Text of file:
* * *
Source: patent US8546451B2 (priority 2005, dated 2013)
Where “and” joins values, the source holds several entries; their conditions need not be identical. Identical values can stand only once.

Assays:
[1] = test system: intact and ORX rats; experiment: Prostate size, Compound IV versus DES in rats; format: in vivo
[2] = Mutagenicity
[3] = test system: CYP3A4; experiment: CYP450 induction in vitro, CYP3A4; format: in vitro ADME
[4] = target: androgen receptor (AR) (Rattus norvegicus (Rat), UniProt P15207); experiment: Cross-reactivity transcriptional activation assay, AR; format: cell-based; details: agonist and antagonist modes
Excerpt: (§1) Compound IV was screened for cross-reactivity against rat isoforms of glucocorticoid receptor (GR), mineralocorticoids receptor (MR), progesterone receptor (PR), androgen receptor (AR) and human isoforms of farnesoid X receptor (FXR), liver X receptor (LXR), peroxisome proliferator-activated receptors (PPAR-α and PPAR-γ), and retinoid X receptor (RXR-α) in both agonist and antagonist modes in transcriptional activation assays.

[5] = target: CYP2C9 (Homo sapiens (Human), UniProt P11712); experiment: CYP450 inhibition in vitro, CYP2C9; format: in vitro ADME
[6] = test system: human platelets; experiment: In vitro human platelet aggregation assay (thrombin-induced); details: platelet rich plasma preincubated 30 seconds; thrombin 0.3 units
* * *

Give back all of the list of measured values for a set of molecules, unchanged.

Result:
Source: patent US8546451B2 (priority 2005, dated 2013)
Where “and” joins values, the source holds several entries; their conditions need not be identical. Identical values can stand only once.

Assays:
[1] = test system: intact and ORX rats; experiment: Prostate size, Compound IV versus DES in rats; format: in vivo
[2] = Mutagenicity
[3] = test system: CYP3A4; experiment: CYP450 induction in vitro, CYP3A4; format: in vitro ADME
[4] = target: androgen receptor (AR) (Rattus norvegicus (Rat), UniProt P15207); experiment: Cross-reactivity transcriptional activation assay, AR; format: cell-based; details: agonist and antagonist modes
Excerpt: (§1) Compound IV was screened for cross-reactivity against rat isoforms of glucocorticoid receptor (GR), mineralocorticoids receptor (MR), progesterone receptor (PR), androgen receptor (AR) and human isoforms of farnesoid X receptor (FXR), liver X receptor (LXR), peroxisome proliferator-activated receptors (PPAR-α and PPAR-γ), and retinoid X receptor (RXR-α) in both agonist and antagonist modes in transcriptional activation assays.

[5] = target: CYP2C9 (Homo sapiens (Human), UniProt P11712); experiment: CYP450 inhibition in vitro, CYP2C9; format: in vitro ADME
[6] = test system: human platelets; experiment: In vitro human platelet aggregation assay (thrombin-induced); details: platelet rich plasma preincubated 30 seconds; thrombin 0.3 units